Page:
Fantasy Notes: Seattle Won’t Play
October 27, 2006 | | comment on this post
- Apparently, a high profile Japanese star will be posted that the Mariners won’t go after. Throughout their history, the Mariners have used their Pacific Rim locale to lure big-name Asian stars to Seattle (think Ichiro Suzuki, Kaz Sasaki, Kenji Johjima). The team has always at least been a player in these biddings. But this offseason, when one of the most anticipated Japanese stars in years hits the market — Daisuke Matsuzaka — the Mariners apparently won’t be players. The WBC MVP will be posted next week and MLB teams will blindly bid for the right to negotiate with him (yes, that’s right — winning this posting process doesn’t guarantee you anything). With only two starters a sure thing for 2007, Seattle has several holes in its rotation, so you’d think it would be all over this hyped ace. But some suggest it’s going to take as much as $20 million to win the rights to sign him, and that’s a lot of clams that could be used to fill out the rotation of a young team. The M’s could also use an upgrade at a corner outfield spot, especially if Ichiro shifts to centre field as expected. Let’s face it, the Mariners probably won’t be competing for a couple of years, even though it doesn’t take much to make a splash in the AL West, it seems. Expect Suzuki to be moved before next All-Star break as the club completely reinvents itself.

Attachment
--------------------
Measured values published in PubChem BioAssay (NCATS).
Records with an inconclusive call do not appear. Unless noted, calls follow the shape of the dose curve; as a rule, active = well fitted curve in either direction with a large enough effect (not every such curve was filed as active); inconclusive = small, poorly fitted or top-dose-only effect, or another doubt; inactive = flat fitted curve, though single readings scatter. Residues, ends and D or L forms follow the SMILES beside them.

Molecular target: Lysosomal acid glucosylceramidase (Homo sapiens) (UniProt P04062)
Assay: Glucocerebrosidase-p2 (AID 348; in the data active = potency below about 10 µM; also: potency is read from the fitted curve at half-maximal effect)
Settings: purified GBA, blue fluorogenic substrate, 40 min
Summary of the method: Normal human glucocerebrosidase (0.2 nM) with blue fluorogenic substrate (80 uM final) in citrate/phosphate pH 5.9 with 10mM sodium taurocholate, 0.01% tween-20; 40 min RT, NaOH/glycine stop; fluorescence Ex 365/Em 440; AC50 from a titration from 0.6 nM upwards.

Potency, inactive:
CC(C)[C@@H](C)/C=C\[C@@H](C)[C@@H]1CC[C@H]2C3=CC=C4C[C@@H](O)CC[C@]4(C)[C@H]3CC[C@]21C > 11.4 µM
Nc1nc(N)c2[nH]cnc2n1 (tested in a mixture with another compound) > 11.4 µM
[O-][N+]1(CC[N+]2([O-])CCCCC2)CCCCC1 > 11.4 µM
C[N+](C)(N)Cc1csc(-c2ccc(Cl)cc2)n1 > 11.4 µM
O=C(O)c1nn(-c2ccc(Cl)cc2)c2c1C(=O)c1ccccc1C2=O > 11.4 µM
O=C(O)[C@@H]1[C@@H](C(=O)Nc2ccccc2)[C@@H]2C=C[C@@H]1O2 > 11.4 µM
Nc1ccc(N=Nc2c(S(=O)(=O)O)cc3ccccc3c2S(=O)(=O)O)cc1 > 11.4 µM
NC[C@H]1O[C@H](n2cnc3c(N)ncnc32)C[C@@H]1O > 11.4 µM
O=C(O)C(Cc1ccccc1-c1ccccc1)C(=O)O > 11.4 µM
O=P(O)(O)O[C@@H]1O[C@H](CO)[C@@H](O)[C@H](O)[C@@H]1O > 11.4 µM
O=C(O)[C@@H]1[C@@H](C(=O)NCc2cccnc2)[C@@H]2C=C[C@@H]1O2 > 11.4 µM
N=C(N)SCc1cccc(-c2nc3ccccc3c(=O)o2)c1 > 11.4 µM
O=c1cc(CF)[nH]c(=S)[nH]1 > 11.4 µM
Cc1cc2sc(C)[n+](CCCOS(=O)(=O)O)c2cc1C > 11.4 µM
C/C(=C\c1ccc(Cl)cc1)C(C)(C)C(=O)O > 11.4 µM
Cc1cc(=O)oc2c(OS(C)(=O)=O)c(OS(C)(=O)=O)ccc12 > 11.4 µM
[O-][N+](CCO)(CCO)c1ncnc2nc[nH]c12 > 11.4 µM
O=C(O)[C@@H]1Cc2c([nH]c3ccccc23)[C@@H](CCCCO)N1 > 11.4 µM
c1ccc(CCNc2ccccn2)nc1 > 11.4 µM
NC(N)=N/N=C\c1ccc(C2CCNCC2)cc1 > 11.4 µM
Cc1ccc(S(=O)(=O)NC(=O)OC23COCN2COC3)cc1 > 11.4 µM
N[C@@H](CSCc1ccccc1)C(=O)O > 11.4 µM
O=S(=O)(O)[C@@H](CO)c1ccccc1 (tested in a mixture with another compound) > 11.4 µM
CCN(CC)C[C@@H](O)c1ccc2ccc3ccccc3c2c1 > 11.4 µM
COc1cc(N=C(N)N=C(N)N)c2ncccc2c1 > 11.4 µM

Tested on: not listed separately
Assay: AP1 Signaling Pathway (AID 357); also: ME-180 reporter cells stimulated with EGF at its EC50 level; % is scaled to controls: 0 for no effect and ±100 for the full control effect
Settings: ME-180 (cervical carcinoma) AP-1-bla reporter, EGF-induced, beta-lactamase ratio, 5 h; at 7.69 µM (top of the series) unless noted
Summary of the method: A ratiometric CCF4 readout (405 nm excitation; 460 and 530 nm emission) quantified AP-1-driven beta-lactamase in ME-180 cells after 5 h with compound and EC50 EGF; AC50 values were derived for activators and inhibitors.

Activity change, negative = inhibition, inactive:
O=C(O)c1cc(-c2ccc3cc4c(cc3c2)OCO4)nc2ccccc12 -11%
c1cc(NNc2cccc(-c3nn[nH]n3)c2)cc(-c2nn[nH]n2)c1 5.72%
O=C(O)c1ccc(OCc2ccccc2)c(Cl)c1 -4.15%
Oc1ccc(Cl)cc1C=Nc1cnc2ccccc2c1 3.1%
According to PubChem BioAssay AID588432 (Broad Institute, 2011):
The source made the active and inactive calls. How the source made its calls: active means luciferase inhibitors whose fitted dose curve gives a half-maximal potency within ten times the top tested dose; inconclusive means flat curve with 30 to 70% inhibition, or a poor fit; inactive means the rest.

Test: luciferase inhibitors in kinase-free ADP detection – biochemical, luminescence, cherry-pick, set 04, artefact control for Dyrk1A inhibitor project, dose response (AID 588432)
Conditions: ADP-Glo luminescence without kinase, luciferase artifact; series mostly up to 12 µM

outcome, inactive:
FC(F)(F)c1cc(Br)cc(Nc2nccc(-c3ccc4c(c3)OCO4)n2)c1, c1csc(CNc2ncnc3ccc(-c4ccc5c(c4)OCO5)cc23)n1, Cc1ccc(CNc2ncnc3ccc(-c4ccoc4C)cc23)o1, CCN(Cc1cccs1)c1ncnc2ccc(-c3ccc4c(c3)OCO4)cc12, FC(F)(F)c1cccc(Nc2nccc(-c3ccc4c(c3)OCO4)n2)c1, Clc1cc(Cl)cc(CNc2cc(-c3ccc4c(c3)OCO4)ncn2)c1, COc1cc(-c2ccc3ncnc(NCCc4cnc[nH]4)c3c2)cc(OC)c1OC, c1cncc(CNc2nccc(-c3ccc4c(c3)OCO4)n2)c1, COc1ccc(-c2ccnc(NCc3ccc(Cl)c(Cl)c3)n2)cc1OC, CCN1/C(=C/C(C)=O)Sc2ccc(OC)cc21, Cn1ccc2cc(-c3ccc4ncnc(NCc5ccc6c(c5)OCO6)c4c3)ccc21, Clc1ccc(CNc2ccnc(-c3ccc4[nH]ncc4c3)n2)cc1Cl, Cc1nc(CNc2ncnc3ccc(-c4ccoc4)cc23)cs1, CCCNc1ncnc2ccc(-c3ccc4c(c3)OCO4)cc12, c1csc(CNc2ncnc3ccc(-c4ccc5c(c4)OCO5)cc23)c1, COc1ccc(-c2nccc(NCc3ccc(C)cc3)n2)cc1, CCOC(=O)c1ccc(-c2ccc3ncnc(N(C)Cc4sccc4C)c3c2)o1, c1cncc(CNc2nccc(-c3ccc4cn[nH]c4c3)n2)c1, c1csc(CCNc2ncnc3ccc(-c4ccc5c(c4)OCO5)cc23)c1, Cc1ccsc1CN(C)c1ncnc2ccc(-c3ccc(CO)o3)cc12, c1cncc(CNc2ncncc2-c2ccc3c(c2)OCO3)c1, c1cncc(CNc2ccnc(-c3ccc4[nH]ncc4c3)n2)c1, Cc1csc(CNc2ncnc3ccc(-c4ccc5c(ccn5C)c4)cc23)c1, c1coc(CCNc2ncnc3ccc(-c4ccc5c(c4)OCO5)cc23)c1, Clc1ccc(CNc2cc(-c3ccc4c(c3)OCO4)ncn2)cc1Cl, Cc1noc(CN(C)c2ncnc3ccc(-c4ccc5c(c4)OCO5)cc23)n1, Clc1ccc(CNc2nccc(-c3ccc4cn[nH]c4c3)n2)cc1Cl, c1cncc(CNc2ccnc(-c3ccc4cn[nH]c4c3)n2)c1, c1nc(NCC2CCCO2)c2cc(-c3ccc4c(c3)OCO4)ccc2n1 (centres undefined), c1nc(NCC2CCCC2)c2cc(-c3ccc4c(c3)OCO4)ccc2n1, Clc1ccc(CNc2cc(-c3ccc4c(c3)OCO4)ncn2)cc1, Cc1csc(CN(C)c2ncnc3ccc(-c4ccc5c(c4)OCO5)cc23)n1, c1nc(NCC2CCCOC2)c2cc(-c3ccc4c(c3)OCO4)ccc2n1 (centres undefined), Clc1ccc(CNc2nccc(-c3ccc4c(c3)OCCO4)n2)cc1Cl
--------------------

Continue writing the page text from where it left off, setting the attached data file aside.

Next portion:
- One name the Mariners are expected to pursue this offseason is Adam Eaton. He had a very forgettable season with the Rangers thanks to a finger injury that caused him to miss most of the year. When he was healthy, he was anything but dominant. This guy has teased owners with his potential for years now, but the fact is he’s an injury-prone pitcher who’s declining K rate is cause for concern. Yes, Eaton’s overall numbers would be much improved in a move from hitter-friendly Ameriquest to pitcher-pal Safeco, but there’s no getting around the fact that he’s essentially a five-inning pitcher who has never pitched 200 innings in a season. If the money’s right, it’s worth the gamble for the Mariners, but if they have to lay out serious coin in a multi-year deal, they should pass.